In patients who develop renal failure or clinical manifestations of ventricular dysfunction while receiving Prograf therapy, echocardiographic evaluation should be considered. If myocardial hypertrophy is diagnosed, dosage reduction or discontinuation of Prograf should be considered.
Information for Patients
Patients should be informed of the need for repeated appropriate laboratory tests while they are receiving Prograf. They should be given complete dosage instructions, advised of the potential risks during pregnancy, and informed of the increased risk of neoplasia. Patients should be informed that changes in dosage should not be undertaken without first consulting their physician.
Patients should be informed that Prograf can cause diabetes mellitus and should be advised of the need to see their physician if they develop frequent urination, increased thirst or hunger.
Serum creatinine, potassium, and fasting glucose should be assessed regularly. Routine monitoring of metabolic and hematologic systems should be performed as clinically warranted.
Due to the potential for additive or synergistic impairment of renal function, care should be taken when administering Prograf with drugs that may be associated with renal dysfunction. These include, but are not limited to, aminoglycosides, amphotericin B, and cisplatin. Initial clinical experience with the co-administration of Prograf and cyclosporine resulted in additive/synergistic nephrotoxicity. Patients switched from cyclosporine to Prograf should receive the first Prograf dose no sooner than 24 hours after the last cyclosporine dose. Dosing may be further delayed in the presence of elevated cyclosporine levels.
Drugs That May Alter Tacrolimus Concentrations
Since tacrolimus is metabolized mainly by the CYP3A enzyme systems, substances known to inhibit these enzymes may decrease the metabolism or increase bioavailability of tacrolimus as indicated by increased whole blood or plasma concentrations. Drugs known to induce these enzyme systems may result in an increased metabolism of tacrolimus or decreased bioavailability as indicated by decreased whole blood or plasma concentrations. Monitoring of blood concentrations and appropriate dosage adjustments are essential when such drugs are used concomitantly.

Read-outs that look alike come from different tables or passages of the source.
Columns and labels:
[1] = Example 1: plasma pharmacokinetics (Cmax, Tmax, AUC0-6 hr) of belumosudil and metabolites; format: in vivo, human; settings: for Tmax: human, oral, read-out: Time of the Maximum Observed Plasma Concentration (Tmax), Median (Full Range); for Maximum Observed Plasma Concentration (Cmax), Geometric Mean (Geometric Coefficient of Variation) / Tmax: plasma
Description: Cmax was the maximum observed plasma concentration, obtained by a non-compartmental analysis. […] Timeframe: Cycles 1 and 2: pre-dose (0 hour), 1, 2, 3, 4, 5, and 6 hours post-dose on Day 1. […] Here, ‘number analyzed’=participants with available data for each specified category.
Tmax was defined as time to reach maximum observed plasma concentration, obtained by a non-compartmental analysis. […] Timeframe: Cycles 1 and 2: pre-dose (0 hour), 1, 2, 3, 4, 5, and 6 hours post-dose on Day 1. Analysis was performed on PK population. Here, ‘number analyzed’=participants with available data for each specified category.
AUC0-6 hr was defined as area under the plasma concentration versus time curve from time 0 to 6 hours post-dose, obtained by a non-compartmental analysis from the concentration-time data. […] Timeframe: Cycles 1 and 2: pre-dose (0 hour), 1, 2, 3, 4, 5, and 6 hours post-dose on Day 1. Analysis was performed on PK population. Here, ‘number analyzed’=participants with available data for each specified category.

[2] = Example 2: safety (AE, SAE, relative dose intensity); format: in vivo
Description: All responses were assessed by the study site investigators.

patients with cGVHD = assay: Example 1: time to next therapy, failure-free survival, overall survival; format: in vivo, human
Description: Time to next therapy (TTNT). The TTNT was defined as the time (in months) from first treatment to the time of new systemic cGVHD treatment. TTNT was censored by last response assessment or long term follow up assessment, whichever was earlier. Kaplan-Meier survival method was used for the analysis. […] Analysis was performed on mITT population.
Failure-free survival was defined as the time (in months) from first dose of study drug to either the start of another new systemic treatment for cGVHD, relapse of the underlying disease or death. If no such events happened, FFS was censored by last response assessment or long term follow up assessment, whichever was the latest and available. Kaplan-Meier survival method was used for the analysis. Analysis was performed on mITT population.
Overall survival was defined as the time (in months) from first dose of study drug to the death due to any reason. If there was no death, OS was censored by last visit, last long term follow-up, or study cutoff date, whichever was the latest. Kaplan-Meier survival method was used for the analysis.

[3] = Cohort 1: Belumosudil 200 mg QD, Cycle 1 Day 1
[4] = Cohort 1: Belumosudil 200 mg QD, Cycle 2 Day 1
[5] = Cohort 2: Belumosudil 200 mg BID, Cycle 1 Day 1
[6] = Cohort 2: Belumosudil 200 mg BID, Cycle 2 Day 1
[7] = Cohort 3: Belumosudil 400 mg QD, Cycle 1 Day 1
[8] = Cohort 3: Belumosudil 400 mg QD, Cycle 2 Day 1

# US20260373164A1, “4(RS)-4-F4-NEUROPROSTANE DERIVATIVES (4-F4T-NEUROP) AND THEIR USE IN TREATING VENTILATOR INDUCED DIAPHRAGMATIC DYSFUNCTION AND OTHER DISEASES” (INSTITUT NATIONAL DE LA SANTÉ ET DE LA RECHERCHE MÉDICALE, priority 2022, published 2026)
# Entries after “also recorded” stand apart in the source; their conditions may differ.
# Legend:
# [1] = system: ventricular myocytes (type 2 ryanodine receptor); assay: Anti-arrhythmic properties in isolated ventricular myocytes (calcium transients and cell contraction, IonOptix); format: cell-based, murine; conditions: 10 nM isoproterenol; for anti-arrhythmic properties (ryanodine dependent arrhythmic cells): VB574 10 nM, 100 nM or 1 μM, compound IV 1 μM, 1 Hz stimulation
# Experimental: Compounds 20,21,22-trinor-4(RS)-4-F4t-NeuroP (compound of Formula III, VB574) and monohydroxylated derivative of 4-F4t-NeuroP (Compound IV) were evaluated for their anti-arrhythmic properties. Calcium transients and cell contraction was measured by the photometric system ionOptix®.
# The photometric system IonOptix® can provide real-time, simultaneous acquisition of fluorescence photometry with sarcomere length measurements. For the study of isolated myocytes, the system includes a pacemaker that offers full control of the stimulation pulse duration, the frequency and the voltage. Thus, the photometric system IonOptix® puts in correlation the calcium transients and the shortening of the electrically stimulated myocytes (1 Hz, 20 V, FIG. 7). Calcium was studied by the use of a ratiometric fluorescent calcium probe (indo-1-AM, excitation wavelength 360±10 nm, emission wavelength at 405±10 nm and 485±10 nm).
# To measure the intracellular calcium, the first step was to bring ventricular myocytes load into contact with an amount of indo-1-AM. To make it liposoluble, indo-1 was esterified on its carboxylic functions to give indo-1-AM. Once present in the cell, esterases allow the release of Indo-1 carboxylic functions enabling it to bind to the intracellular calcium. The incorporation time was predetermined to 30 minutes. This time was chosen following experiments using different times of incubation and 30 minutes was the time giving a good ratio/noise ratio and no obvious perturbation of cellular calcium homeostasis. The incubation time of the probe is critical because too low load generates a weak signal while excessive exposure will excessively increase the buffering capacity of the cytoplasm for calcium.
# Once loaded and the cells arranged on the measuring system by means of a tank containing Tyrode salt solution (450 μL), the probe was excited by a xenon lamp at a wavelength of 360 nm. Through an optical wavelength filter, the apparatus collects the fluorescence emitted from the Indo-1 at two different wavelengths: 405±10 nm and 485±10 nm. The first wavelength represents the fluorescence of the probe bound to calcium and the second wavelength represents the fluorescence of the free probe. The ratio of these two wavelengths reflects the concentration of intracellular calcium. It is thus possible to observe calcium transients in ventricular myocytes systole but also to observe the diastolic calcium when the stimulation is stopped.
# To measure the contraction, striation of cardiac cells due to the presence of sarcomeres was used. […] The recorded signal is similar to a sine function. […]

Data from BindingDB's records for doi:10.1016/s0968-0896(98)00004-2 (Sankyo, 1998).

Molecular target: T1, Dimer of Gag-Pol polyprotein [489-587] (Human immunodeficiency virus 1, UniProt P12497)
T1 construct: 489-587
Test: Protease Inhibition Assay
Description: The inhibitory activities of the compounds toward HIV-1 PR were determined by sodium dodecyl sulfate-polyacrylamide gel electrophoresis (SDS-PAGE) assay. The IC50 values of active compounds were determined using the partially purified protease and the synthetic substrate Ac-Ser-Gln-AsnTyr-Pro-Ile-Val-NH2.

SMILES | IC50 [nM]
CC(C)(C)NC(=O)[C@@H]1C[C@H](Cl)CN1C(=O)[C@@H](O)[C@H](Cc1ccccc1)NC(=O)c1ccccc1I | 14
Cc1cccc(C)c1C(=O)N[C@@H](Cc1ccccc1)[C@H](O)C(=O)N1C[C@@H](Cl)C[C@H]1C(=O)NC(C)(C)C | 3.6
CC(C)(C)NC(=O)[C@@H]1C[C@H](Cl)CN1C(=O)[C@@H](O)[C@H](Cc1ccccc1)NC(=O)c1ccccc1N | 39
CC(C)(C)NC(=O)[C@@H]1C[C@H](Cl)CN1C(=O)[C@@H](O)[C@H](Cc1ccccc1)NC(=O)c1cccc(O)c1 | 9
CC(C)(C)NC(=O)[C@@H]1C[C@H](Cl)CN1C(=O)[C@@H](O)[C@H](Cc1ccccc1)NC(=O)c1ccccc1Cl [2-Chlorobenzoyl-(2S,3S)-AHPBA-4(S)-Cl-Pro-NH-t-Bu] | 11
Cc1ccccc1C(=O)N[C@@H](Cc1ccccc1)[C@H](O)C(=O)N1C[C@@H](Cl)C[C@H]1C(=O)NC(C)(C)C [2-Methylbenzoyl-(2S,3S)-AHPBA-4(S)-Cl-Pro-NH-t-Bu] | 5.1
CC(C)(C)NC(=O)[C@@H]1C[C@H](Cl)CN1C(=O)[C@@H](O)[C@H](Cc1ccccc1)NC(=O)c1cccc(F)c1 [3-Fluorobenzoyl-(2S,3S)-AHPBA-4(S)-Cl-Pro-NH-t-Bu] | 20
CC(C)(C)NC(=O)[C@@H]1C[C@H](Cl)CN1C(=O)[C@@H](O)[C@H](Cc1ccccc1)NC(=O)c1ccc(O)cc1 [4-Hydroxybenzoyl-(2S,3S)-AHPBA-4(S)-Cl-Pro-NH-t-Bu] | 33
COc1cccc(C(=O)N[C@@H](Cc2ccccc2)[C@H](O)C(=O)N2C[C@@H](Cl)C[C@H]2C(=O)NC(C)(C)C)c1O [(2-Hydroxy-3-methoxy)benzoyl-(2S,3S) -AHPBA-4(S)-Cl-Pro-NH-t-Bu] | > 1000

|*Drugs That May Increase Tacrolimus Blood Concentrations:|
|In a study of 6 normal volunteers, a significant increase in tacrolimus oral bioavailability (14±5% vs. 30±8%) was observed with concomitant ketoconazole administration (200 mg). The apparent oral clearance of tacrolimus during ketoconazole administration was significantly decreased compared to tacrolimus alone (0.430±0.129L/hr/kg vs. 0.148±0.043L/hr/kg). Overall, IV clearance of tacrolimus was not significantly changed by ketoconazole co-administration, although it was highly variable between patients.
|*Drugs That May Decrease Tacrolimus Blood Concentrations:|
|carbamazepine||rifabutin||St. John's Wort|
*This table is not all inclusive.
St. John's Wort (Hypericum perforatum ) induces CYP3A4 and P-glycoprotein. Since tacrolimus is a substrate for CYP3A4, there is the potential that the use of St. John's Wort in patients receiving Prograf could result in reduced tacrolimus levels.
In a study of 6 normal volunteers, a significant decrease in tacrolimus oral bioavailability (14±6% vs. 7±3%) was observed with concomitant rifampin administration (600 mg). In addition, there was a significant increase in tacrolimus clearance (0.036±0.008L/hr/kg vs. 0.053±0.010L/hr/kg) with concomitant rifampin administration.
Interaction studies with drugs used in HIV therapy have not been conducted. However, care should be exercised when drugs that are nephrotoxic (e.g., ganciclovir) or that are metabolized by CYP3A (e.g., ritonavir) are administered concomitantly with tacrolimus. Tacrolimus may effect the pharmacokinetics of other drugs (e.g. phenytoin) and increase their concentration. Grapefruit juice affects CYP3A-mediated metabolism and should be avoided (see DOSAGE AND ADMINISTRATION ).
Other Drug Interactions
Immunosuppressants may affect vaccination. Therefore, during treatment with Prograf, vaccination may be less effective. The use of live vaccines should be avoided; live vaccines may include, but are not limited to measles, mumps, rubella, oral polio, BCG, yellow fever, and TY 21a typhoid.1
Carcinogenesis, Mutagenesis and Impairment of Fertility
An increased incidence of malignancy is a recognized complication of immunosuppression in recipients of organ transplants. The most common forms of neoplasms are non-Hodgkin's lymphomas and carcinomas of the skin. As with other immunosuppressive therapies, the risk of malignancies in Prograf recipients may be higher than in the normal, healthy population. Lymphoproliferative disorders associated with Epstein-Barr Virus infection have been seen. It has been reported that reduction or discontinuation of immunosuppression may cause the lesions to regress.
No evidence of genotoxicity was seen in bacterial (Salmonella and E. coli ) or mammalian (Chinese hamster lung-derived cells) in vitro assays of mutagenicity, the in vitro CHO/HGPRT assay of mutagenicity, or in vivo clastogenicity assays performed in mice; tacrolimus did not cause unscheduled DNA synthesis in rodent hepatocytes.
Carcinogenicity studies were carried out in male and female rats and mice. In the 80-week mouse study and in the 104-week rat study no relationship of tumor incidence to tacrolimus dosage was found. The highest doses used in the mouse and rat studies were 0.8 - 2.5 times (mice) and 3.5 - 7.1 times (rats) the recommended clinical dose range of 0.1 - 0.2 mg/kg/day when corrected for body surface area.